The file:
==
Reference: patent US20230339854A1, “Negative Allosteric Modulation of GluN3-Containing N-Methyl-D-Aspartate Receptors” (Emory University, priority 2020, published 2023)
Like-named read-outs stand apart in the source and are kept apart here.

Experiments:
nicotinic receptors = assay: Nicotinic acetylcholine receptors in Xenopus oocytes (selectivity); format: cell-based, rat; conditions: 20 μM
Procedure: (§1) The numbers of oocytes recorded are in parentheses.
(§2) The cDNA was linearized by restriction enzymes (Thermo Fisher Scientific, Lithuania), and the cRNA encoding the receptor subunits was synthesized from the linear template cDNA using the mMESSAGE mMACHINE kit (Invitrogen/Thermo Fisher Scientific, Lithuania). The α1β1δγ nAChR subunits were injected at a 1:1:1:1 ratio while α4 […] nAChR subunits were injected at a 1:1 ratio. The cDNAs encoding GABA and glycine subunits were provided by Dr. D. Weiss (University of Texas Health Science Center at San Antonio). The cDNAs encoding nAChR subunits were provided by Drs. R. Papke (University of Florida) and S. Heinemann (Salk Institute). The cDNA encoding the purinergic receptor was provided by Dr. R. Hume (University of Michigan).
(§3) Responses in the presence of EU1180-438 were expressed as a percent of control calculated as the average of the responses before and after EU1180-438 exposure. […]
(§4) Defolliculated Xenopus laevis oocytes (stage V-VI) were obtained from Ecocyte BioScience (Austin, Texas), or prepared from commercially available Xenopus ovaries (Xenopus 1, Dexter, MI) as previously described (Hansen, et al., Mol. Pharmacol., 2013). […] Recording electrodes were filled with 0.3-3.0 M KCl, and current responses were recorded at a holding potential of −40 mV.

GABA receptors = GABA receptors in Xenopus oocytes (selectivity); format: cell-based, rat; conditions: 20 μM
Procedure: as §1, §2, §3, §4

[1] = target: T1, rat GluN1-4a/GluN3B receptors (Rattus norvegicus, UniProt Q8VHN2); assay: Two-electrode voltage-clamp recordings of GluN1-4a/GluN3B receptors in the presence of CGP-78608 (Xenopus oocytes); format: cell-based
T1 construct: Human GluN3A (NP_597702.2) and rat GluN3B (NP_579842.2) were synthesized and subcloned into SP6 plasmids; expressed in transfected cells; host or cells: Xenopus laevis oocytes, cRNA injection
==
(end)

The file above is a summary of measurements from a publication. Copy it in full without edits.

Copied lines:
Reference: patent US20230339854A1, “Negative Allosteric Modulation of GluN3-Containing N-Methyl-D-Aspartate Receptors” (Emory University, priority 2020, published 2023)
Like-named read-outs stand apart in the source and are kept apart here.

Experiments:
nicotinic receptors = assay: Nicotinic acetylcholine receptors in Xenopus oocytes (selectivity); format: cell-based, rat; conditions: 20 μM
Procedure: (§1) The numbers of oocytes recorded are in parentheses.
(§2) The cDNA was linearized by restriction enzymes (Thermo Fisher Scientific, Lithuania), and the cRNA encoding the receptor subunits was synthesized from the linear template cDNA using the mMESSAGE mMACHINE kit (Invitrogen/Thermo Fisher Scientific, Lithuania). The α1β1δγ nAChR subunits were injected at a 1:1:1:1 ratio while α4 […] nAChR subunits were injected at a 1:1 ratio. The cDNAs encoding GABA and glycine subunits were provided by Dr. D. Weiss (University of Texas Health Science Center at San Antonio). The cDNAs encoding nAChR subunits were provided by Drs. R. Papke (University of Florida) and S. Heinemann (Salk Institute). The cDNA encoding the purinergic receptor was provided by Dr. R. Hume (University of Michigan).
(§3) Responses in the presence of EU1180-438 were expressed as a percent of control calculated as the average of the responses before and after EU1180-438 exposure. […]
(§4) Defolliculated Xenopus laevis oocytes (stage V-VI) were obtained from Ecocyte BioScience (Austin, Texas), or prepared from commercially available Xenopus ovaries (Xenopus 1, Dexter, MI) as previously described (Hansen, et al., Mol. Pharmacol., 2013). […] Recording electrodes were filled with 0.3-3.0 M KCl, and current responses were recorded at a holding potential of −40 mV.

GABA receptors = GABA receptors in Xenopus oocytes (selectivity); format: cell-based, rat; conditions: 20 μM
Procedure: as §1, §2, §3, §4

[1] = target: T1, rat GluN1-4a/GluN3B receptors (Rattus norvegicus, UniProt Q8VHN2); assay: Two-electrode voltage-clamp recordings of GluN1-4a/GluN3B receptors in the presence of CGP-78608 (Xenopus oocytes); format: cell-based
T1 construct: Human GluN3A (NP_597702.2) and rat GluN3B (NP_579842.2) were synthesized and subcloned into SP6 plasmids; expressed in transfected cells; host or cells: Xenopus laevis oocytes, cRNA injection